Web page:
S  oftware as a Service (SaaS):


This takes CI and Cloud Platform (CP), then adds a complete precongured application environment, for example salesforce.com or Google Apps. The customer simply consumes the application as a service, usually on a per-user basis, and has no long-term commitment (but equally almost no control).

Cloud deployment models


Client data centre Client data centre Third party data centre Third party data centre
A

Client Private cloud Hybrid cloud Dedicated private cloud services

Client

Client

Shared cloud services

Internal / Private

Public

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Claranet white paper

The business case for cloud computing

Why consider the cloud?


In organisations of all sizes, IT leaders are under intense pressure to do more with less. Cloud is a highly attractive proposition in this economic landscape, offering the promise of both immediate ROI and longer-term strategic benets. The immediate promise is for signicant operational cost savings, enhanced exibility and scalability and, where this is seen as a benet, the ability to move capital expenditure (CapEx) to operational expenditure (OpEx). In the longer-term, moving to cloud will increase every organisations ability to focus on its core strategic competencies, by outsourcing generic IT services that can be better and more cost-effectively delivered by a specialist cloud provider. Even for the internal IT function, this will ultimately be benecial, as it will help IT to become the enabling interface between the business and the technology, rather than leaving it mired in the day-to-day challenges of running a complex IT infrastructure.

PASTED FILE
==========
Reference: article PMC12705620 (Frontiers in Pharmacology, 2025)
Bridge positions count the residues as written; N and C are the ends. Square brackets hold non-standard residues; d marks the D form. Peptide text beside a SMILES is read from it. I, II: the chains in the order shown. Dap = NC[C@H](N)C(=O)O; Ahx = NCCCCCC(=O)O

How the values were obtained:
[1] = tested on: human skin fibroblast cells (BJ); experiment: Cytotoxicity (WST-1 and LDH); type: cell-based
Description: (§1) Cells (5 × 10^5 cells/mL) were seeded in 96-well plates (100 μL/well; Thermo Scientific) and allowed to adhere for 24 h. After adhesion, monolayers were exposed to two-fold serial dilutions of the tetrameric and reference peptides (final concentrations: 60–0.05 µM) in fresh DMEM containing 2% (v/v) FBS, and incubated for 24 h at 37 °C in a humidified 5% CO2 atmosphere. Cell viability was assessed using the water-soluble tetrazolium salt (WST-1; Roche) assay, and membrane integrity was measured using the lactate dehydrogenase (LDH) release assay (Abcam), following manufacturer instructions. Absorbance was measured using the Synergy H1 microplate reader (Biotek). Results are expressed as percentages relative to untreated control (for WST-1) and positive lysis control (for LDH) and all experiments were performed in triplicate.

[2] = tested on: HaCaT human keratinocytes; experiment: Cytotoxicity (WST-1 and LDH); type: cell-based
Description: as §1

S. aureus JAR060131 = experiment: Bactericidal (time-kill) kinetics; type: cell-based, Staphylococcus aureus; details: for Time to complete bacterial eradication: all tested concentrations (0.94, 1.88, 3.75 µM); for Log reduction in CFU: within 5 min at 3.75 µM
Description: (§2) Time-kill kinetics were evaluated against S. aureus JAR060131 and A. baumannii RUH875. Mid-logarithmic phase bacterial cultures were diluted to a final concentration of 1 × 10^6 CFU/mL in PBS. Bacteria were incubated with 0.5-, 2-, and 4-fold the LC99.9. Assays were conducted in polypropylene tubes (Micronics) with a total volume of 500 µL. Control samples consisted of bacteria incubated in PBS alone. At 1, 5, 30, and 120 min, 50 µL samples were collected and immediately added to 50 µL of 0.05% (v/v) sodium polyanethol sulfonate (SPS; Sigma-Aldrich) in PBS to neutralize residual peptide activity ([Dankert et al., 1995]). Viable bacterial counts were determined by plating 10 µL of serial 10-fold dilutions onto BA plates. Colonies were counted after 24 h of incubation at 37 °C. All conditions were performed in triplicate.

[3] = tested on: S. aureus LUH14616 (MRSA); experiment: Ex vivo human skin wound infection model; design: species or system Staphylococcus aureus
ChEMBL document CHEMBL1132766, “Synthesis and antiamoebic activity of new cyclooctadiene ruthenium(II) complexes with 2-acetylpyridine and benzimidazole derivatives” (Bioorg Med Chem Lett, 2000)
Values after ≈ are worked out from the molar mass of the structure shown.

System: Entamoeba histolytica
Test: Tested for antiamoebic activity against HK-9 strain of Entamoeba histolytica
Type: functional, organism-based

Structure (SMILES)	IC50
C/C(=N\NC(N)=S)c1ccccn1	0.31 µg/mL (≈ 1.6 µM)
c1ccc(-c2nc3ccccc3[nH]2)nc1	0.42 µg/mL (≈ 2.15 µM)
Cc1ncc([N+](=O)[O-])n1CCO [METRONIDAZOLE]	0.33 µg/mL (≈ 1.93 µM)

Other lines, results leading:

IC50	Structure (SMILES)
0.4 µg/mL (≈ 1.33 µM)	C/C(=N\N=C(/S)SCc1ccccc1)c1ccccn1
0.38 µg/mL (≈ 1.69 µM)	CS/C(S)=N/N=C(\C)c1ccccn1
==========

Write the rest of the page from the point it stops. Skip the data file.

How is cloud computing different from virtualisation?


There is a misconception that virtualisation is the same as cloud computing. However virtualisation is really an enabler for cloud computing and not cloud computing itself. Companies that have invested in virtualised servers are 80% of the way there to creating a cloud computing environment. The 20% that is net new can be characterised by incorporating end-user provisioning capabilities which allow infrastructure, applications and services to be consumed and charged on a exible charging model with the cloud management services layer applied.

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Claranet white paper